Now that the season is underway, your questions are really pouring in, but don’t hesitate to keep ‘em coming HERE. As always, my apologies if I couldn’t answer you either here, or in the Ask Adam (I always hesitate to shorten it to AA for hopefully obvious reasons) feature that now appears in The Hockey News magazine.
I saw some people complaining about your predictions and I wanted to say that since I am a Habs fans I don’t mind if your crystal ball is sometimes hazy. But my question is, did you see Sean Avery's interview on the CBC, and what do you think of what he said?
Justin Daskaluk, Ypsilanti, Mich.
Thanks. To be perfectly honest, I’m never bothered in the slightest by the complaints. Sports is one of the last vestiges of tribalism, so it’s to be expected people get a tad irrational when anyone critiques their team.
I didn’t catch Avery’s CBC interview, but I’ve read his comments (as well as the ones he just made in an ESPN interview) and while I think he was wrong to target an all-around fantastic dude like Jarome Iginla, the guy is absolutely right when he says the NHL isn’t where it should be in terms of marketing.
It’s like Jeremy Roenick told me a few years ago – do you think the NFL created a key marketing tool like NFL Films on the cheap? To the contrary: it was a sizeable expenditure that paid off in spades for them. But they had to lay out the capital to achieve that goal.
What did the NHL spend much of its time focusing on in the late 1990s? Building a financial war chest in its battle against players and agents.
That’s what you call different priorities.
While the NHLPA has come quite a ways in terms of its willingness to get players out in the public eye, it’s going to take a much bigger push from the league and team owners to really do the game justice.
Trouble is, if you look at the history of the NHL, you see that long-term planning and continual re-investment has never been its strong suit. So to me, the truth hurts, especially when it comes from behind Avery’s villainous (and yes, partly contrived) smirk.
Why do the commentators sometimes say, at the beginning of an NHL game, that the home team "gets the last change." What does that even mean? Thanks.
Kevin Whitwham, Halifax, N.S.
The “change” refers to the change in players on the ice after a whistle. And having the last one means a coach gets to match up his players with those on the ice for the opposition.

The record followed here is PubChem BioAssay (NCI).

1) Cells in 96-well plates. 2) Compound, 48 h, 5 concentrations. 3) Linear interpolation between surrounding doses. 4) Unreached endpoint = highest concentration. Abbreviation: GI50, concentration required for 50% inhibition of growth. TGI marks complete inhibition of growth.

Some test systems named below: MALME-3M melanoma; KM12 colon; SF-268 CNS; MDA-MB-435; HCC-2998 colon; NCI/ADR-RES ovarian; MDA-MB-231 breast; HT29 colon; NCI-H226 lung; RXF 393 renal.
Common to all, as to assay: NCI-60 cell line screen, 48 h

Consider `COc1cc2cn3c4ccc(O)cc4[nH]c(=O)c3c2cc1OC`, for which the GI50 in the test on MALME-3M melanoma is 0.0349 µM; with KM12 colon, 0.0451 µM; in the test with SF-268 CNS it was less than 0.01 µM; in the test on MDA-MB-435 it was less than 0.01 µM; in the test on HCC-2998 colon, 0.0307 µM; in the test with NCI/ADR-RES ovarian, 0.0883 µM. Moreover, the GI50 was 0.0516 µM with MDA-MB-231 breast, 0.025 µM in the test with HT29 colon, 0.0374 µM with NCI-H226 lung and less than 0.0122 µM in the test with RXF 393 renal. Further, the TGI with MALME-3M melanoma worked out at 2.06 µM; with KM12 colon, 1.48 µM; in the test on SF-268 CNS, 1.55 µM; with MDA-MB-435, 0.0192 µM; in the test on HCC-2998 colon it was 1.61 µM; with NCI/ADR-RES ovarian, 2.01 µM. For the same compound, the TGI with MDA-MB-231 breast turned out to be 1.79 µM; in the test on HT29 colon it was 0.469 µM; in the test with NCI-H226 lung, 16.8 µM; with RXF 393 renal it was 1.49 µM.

So for instance, if the visiting team has its checking line out in anticipation of the home team’s big guns (quick aside: thanks to too many childhood years spent watching Married With Children, I now can’t type the word “guns” after the word “big” without feeling a little dirty on the inside) the home team’s coach might choose to foil them by removing his top line and inserting his third or fourth line instead.
Most people today only know Tim Horton as a name on the donut shop. I remember the strong, physical guy who was a complete hockey leader, and the awful way he died. Why haven't there been any stories or biographies on him, or have I missed them?
Lamar Pesci, Lackawanna, N.Y.
You’re right, it is a real shame to think Horton will be known for coffee and glazed dough more than for his astonishing hockey career and his rise from the clutches of childhood poverty to the NHL.
I know there was a CBC documentary done on Horton in 2001 called “Tim Horton: The Perfect Husband,” but I don’t believe you can easily get your hands on a copy, and it isn’t available online.
For me, the worst part of that doc – which, as its title suggests, looks at Horton as a family man – was the fact that one year after his gruesome, alcohol-related death in 1974, his widow signed all of his business interests away for the sum of $1 million.
In 2005, the donut chain had sales of $1.48 billion. When you see what little money he earned during his time in the NHL, it’s a crying shame his family didn’t wind up with a bigger cut of that pie.
Why is the shot between the goalies legs called the five-hole?
Richard Decker, Rochester, NY
That particular term is derived from the breakdown of scoring areas in a hockey net that also has a goalie protecting it. The left and right top corners of the net are considered to be the one-hole and the two-hole, and the bottom left and right corners are the three- and four-holes.
Is it true the NHL is going to shorten next year’s regular season by four months? If that's true I'll be very upset.
Chris Marsh, Montreal
I’m a little too pale and patois-challenged to be Miss Cleo, but I see happy days in your future.
The NHL has already announced it will play games up until Sunday, Feb. 14 of 2010, and the first men’s Olympics game begins two days later in Vancouver.
The men’s hockey final is set for the last day of the games (Feb. 28), which means you’re looking at a three-week shutdown at most. And besides, it’s the Olympics! You planning on boycotting it or something?
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